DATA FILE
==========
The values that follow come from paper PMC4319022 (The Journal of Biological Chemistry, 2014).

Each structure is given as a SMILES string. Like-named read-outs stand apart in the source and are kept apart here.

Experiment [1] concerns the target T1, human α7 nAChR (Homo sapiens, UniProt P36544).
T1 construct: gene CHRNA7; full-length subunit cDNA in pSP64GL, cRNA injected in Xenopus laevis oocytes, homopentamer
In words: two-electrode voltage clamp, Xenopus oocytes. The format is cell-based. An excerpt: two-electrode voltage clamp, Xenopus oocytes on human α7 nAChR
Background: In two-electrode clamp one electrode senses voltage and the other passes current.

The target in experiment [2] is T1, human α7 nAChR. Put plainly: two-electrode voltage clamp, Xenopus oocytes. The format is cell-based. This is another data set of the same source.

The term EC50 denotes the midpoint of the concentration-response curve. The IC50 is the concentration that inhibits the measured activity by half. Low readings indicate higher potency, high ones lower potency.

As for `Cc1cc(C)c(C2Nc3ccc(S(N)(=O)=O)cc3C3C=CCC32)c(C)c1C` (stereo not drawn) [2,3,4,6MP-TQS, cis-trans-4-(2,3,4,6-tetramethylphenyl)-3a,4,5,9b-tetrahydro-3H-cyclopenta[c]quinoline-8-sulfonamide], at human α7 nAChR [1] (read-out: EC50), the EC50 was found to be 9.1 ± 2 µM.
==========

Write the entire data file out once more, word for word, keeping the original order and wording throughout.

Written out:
The values that follow come from paper PMC4319022 (The Journal of Biological Chemistry, 2014).

Each structure is given as a SMILES string. Like-named read-outs stand apart in the source and are kept apart here.

Experiment [1] concerns the target T1, human α7 nAChR (Homo sapiens, UniProt P36544).
T1 construct: gene CHRNA7; full-length subunit cDNA in pSP64GL, cRNA injected in Xenopus laevis oocytes, homopentamer
In words: two-electrode voltage clamp, Xenopus oocytes. The format is cell-based. An excerpt: two-electrode voltage clamp, Xenopus oocytes on human α7 nAChR
Background: In two-electrode clamp one electrode senses voltage and the other passes current.

The target in experiment [2] is T1, human α7 nAChR. Put plainly: two-electrode voltage clamp, Xenopus oocytes. The format is cell-based. This is another data set of the same source.

The term EC50 denotes the midpoint of the concentration-response curve. The IC50 is the concentration that inhibits the measured activity by half. Low readings indicate higher potency, high ones lower potency.

As for `Cc1cc(C)c(C2Nc3ccc(S(N)(=O)=O)cc3C3C=CCC32)c(C)c1C` (stereo not drawn) [2,3,4,6MP-TQS, cis-trans-4-(2,3,4,6-tetramethylphenyl)-3a,4,5,9b-tetrahydro-3H-cyclopenta[c]quinoline-8-sulfonamide], at human α7 nAChR [1] (read-out: EC50), the EC50 was found to be 9.1 ± 2 µM.